When they wanted to build the MC2 building they also did not even check regarding the two trees. Instead they simply got rid of them.

 

At some point they discovered both were protected by heritage overlays.

You could imagine what would happen if you or I were to ignore heritage overlays and just went ahead and did what we liked with a heritage home. The council would be on us in an instance. They would have us in court. Not only would we be fined but the council would insist that we put the property back to the exact state it was in before our changes.

In fact, Manningham Council did exactly this with some unfortunate people at Warrandyte who had the audacity to plant fruit trees, bring in some soil and dig a trench in their newly acquired property that was protected by a council overlay. The council made them put it back exactly as it was, even to the point of insisting the earth was returned in the exact same layers it had when it was removed.( Please see VCAT case 2044 of 27 October 2011)

And please see my article 'Heritage Overlays' on this website (dated 12/10/2013) to see how intrusive, unreasonable, pedantic and unnecessary the heritage overlays are on private houses in Manningham. And the council fanatically enforces their heritage overlays. They control the color of paint you can use, the type of material, fasteners and so on. And if you do not comply, there are harsh punitive measures waiting for you. They have little regard for how their overlays hold people back from using and developing their properties as they wish.

The council would no doubt respond by saying that people knew there was a heritage overlay on the property when they bought it. They knew that there were restrictions with what they could do with their property. But there was a heritage overlay on the council offices and on two trees. When these got in the way of the Council's plans it appears they didn't even bother checking but just went ahead and did what they wanted.

 

How could Manningham Council sweep this under the carpet?

But there is no need to worry. Manningham Council makes the laws. They can do what they like. Surely you don't think they have to obey their own laws.

But they still had to get rid of the stink.

So Manningham Council employed Heritage consultant, Lovell Chen, to investigate the original citation within the Manningham Heritage Study of 1991. This documant includes Manningham Council's own confident statement which claimed the council offices were: "the most complex and arguably the finest expression of Miesian pavilion in the state."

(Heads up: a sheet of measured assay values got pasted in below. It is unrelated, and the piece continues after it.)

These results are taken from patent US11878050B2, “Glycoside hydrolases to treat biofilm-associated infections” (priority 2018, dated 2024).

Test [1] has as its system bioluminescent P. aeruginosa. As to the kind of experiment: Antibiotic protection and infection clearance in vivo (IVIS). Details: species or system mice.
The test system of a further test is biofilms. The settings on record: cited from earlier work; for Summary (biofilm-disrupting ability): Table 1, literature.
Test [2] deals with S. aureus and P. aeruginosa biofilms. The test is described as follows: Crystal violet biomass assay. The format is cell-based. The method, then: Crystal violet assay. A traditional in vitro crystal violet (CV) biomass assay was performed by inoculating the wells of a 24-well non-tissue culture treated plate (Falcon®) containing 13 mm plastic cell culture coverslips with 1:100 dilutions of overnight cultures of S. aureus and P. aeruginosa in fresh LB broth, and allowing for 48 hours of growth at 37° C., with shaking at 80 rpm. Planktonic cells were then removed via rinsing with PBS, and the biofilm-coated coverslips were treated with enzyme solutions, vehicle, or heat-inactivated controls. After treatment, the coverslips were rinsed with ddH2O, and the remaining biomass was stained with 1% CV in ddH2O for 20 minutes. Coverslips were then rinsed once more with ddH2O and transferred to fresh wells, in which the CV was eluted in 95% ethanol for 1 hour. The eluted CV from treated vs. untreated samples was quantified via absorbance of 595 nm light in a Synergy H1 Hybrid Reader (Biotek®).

Lovell Chen started by saying:

"the council study provided little to substantiate the assertion of it's significance."

Let's stop here for a bit. MOST of the Heritage overlays established by Manningham council provide little to substantiate historical significance. Please see my article "Heritage Overlay" on this website dated 12/10/2013.

The council has put heritage overlays on old treated pine fences with rusting bolts sticking out of them! Yes treated pine! Also one old barbed wire farm fence has a heritage overlay. It is mostly buried by grass and almost completely fallen over. In my view both these fences are simply a danger to the public. They also put a heritage overlay on a white wooden fence similar to ones built in the hundreds decades ago around football ovals in state high schools. They even put overlays on the INSIDE of homes (not on the outside). And just who do you think will enjoy this piece of 'heritage'. They have even put overlays on display homes that were meant to be examples of the type of homes to be built on new developments.

In my view, Manningham Councils heritage overlays border on being unhinged. They typically provide very little to substantiate the significance they claim. Their historical significance appears to be only in the mind of the council.

But that will not stop the council. They enforce their heritage overlays with fanatical belief in their historically significance and they apply penalties for anyone who dares to alter one without their approval.